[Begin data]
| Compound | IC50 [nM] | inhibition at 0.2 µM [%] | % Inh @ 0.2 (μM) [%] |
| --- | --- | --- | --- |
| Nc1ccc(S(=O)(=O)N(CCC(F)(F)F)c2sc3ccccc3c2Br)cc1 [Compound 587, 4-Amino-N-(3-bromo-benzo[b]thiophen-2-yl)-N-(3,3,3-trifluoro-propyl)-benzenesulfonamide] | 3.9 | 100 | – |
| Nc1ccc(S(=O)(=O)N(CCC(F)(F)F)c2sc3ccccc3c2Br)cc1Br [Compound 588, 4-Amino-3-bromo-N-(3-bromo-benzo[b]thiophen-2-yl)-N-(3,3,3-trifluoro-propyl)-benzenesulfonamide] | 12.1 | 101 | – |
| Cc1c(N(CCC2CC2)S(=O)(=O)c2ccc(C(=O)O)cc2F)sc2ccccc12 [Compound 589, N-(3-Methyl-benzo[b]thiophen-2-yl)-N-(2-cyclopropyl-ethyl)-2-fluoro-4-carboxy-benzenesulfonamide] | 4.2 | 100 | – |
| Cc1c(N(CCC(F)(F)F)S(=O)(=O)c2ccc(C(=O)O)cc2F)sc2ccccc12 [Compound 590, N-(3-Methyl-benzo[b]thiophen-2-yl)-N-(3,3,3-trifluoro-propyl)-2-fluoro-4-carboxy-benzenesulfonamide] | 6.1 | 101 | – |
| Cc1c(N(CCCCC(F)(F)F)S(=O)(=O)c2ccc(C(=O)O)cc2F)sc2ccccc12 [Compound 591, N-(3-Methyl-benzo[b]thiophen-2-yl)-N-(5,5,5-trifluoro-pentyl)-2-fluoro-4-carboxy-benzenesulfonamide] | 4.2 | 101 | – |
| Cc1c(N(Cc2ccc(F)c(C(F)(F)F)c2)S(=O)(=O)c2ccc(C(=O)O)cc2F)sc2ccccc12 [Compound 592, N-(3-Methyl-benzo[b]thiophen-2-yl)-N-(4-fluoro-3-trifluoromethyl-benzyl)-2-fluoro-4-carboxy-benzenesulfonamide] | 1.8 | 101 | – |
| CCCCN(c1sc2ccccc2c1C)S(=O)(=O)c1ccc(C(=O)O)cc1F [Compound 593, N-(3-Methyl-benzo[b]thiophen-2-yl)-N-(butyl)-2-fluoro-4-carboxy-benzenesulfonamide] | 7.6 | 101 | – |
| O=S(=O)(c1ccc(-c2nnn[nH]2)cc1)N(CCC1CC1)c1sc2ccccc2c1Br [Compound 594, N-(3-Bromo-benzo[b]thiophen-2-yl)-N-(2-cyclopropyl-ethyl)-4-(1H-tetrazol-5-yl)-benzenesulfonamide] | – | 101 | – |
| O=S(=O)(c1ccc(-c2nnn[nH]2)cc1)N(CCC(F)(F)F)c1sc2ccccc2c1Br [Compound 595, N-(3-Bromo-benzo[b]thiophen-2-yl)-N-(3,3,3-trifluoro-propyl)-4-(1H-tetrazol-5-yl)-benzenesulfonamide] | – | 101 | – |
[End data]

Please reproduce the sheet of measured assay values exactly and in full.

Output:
| Compound | IC50 [nM] | inhibition at 0.2 µM [%] | % Inh @ 0.2 (μM) [%] |
| --- | --- | --- | --- |
| Nc1ccc(S(=O)(=O)N(CCC(F)(F)F)c2sc3ccccc3c2Br)cc1 [Compound 587, 4-Amino-N-(3-bromo-benzo[b]thiophen-2-yl)-N-(3,3,3-trifluoro-propyl)-benzenesulfonamide] | 3.9 | 100 | – |
| Nc1ccc(S(=O)(=O)N(CCC(F)(F)F)c2sc3ccccc3c2Br)cc1Br [Compound 588, 4-Amino-3-bromo-N-(3-bromo-benzo[b]thiophen-2-yl)-N-(3,3,3-trifluoro-propyl)-benzenesulfonamide] | 12.1 | 101 | – |
| Cc1c(N(CCC2CC2)S(=O)(=O)c2ccc(C(=O)O)cc2F)sc2ccccc12 [Compound 589, N-(3-Methyl-benzo[b]thiophen-2-yl)-N-(2-cyclopropyl-ethyl)-2-fluoro-4-carboxy-benzenesulfonamide] | 4.2 | 100 | – |
| Cc1c(N(CCC(F)(F)F)S(=O)(=O)c2ccc(C(=O)O)cc2F)sc2ccccc12 [Compound 590, N-(3-Methyl-benzo[b]thiophen-2-yl)-N-(3,3,3-trifluoro-propyl)-2-fluoro-4-carboxy-benzenesulfonamide] | 6.1 | 101 | – |
| Cc1c(N(CCCCC(F)(F)F)S(=O)(=O)c2ccc(C(=O)O)cc2F)sc2ccccc12 [Compound 591, N-(3-Methyl-benzo[b]thiophen-2-yl)-N-(5,5,5-trifluoro-pentyl)-2-fluoro-4-carboxy-benzenesulfonamide] | 4.2 | 101 | – |
| Cc1c(N(Cc2ccc(F)c(C(F)(F)F)c2)S(=O)(=O)c2ccc(C(=O)O)cc2F)sc2ccccc12 [Compound 592, N-(3-Methyl-benzo[b]thiophen-2-yl)-N-(4-fluoro-3-trifluoromethyl-benzyl)-2-fluoro-4-carboxy-benzenesulfonamide] | 1.8 | 101 | – |
| CCCCN(c1sc2ccccc2c1C)S(=O)(=O)c1ccc(C(=O)O)cc1F [Compound 593, N-(3-Methyl-benzo[b]thiophen-2-yl)-N-(butyl)-2-fluoro-4-carboxy-benzenesulfonamide] | 7.6 | 101 | – |
| O=S(=O)(c1ccc(-c2nnn[nH]2)cc1)N(CCC1CC1)c1sc2ccccc2c1Br [Compound 594, N-(3-Bromo-benzo[b]thiophen-2-yl)-N-(2-cyclopropyl-ethyl)-4-(1H-tetrazol-5-yl)-benzenesulfonamide] | – | 101 | – |
| O=S(=O)(c1ccc(-c2nnn[nH]2)cc1)N(CCC(F)(F)F)c1sc2ccccc2c1Br [Compound 595, N-(3-Bromo-benzo[b]thiophen-2-yl)-N-(3,3,3-trifluoro-propyl)-4-(1H-tetrazol-5-yl)-benzenesulfonamide] | – | 101 | – |